Subordination is designed to provide credit risk protection for senior CMBS tranches by allocating the initial credit losses to the more junior tranches. Subordination level should in theory reflect the underlying credit risk of the CMBS pool. In this paper, we test the hypothesis that subordination is purely about credit risk as intended. We find a very weak relation between subordination levels and both the ex post and ex ante measures of credit risk, rejecting our null-hypothesis. Alternatively, we find that subordination levels were driven by non-credit risk factors, including supply and demand factors, deal complexity, issuer incentive and a general time trend. We conclude that contrary to the traditional view, the subordination level is not just a function of credit risk. Instead it also reflects the market need of a certain deal structure and is influenced by the balance of power among issuers, CRAs and investors.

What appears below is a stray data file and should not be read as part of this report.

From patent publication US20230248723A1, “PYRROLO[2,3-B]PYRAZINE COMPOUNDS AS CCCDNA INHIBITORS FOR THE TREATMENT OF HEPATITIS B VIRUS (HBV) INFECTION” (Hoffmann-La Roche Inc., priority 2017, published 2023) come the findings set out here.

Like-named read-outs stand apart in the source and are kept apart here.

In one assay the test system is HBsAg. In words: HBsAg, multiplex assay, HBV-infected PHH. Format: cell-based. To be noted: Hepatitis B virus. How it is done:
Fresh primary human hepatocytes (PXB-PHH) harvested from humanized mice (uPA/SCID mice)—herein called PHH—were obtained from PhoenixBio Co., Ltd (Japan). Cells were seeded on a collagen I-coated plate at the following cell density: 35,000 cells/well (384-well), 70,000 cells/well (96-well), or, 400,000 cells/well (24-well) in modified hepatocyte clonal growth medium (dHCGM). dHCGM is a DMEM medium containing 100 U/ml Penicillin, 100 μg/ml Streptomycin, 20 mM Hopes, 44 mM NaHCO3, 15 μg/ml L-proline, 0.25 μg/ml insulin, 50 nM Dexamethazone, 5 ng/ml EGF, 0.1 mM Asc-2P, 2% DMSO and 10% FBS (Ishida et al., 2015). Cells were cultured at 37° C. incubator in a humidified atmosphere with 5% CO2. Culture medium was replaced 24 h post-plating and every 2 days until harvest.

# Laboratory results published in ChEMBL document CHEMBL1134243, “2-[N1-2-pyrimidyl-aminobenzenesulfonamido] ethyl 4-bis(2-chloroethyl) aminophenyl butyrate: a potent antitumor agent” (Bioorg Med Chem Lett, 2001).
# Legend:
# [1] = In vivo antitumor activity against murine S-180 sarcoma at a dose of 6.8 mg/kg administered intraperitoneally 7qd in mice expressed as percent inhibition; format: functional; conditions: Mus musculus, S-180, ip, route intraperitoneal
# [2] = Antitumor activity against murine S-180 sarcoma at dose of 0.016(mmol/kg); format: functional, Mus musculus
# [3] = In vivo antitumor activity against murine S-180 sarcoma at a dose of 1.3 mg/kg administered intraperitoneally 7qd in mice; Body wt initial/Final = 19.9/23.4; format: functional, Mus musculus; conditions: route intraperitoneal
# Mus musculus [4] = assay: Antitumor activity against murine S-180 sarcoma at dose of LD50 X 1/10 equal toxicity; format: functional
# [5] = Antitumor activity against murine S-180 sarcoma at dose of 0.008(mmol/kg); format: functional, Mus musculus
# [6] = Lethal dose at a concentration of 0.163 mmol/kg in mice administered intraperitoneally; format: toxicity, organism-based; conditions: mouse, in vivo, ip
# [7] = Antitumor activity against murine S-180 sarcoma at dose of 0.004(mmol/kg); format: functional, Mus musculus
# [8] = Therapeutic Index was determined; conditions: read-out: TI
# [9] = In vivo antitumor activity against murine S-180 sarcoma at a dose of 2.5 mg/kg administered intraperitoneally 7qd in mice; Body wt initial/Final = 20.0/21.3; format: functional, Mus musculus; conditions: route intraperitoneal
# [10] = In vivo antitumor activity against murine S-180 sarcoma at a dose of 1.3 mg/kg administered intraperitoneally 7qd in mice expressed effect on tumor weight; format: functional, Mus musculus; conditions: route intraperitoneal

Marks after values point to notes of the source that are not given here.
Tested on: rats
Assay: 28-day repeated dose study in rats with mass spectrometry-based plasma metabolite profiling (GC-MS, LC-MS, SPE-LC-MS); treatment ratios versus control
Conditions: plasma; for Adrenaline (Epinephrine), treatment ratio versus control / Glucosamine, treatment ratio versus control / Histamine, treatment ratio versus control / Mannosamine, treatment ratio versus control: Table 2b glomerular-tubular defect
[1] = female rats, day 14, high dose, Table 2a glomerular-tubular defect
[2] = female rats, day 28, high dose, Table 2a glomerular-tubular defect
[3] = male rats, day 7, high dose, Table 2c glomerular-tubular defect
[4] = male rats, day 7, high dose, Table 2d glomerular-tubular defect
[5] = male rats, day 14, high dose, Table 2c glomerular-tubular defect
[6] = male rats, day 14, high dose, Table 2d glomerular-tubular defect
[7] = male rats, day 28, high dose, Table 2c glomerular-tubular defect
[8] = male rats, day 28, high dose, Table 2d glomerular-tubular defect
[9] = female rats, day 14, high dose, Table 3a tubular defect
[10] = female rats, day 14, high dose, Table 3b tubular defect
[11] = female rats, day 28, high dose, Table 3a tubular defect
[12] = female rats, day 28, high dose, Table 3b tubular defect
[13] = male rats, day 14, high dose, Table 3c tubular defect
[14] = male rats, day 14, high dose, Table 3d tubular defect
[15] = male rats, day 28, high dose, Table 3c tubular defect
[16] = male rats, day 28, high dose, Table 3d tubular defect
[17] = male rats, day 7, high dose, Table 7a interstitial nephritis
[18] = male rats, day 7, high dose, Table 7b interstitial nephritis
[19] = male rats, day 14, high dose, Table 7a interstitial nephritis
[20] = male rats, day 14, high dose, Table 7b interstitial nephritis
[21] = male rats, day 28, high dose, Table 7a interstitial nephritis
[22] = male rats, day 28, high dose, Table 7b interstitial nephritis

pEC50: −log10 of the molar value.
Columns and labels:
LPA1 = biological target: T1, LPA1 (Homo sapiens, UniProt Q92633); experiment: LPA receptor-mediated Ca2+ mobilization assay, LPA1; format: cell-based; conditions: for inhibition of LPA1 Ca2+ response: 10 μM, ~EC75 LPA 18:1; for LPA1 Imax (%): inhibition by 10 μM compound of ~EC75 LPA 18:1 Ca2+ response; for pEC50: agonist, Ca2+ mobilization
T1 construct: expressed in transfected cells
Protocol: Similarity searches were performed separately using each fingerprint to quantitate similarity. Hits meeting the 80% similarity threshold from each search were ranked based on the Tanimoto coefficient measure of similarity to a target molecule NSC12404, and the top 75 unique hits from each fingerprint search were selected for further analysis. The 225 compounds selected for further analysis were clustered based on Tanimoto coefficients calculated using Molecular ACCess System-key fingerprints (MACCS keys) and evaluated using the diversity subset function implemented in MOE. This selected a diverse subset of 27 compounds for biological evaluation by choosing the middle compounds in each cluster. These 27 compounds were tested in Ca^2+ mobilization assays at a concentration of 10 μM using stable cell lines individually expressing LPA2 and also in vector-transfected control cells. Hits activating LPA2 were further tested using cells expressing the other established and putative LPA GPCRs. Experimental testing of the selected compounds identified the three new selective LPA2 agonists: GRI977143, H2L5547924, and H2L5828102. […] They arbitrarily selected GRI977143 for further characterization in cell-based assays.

The Journal of Real Estate Finance and Economics – Springer Journals
Published: Jul 27, 2014
It’s your single place to instantly
discover and read the research
that matters to you.
Enjoy affordable access to
over 18 million articles from more than
15,000 peer-reviewed journals.
All for just $49/month
Query the DeepDyve database, plus search all of PubMed and Google Scholar seamlessly
Save any article or search result from DeepDyve, PubMed, and Google Scholar... all in one place.
All the latest content is available, no embargo periods.
“Whoa! It’s like Spotify but for academic articles.”@Phil_Robichaud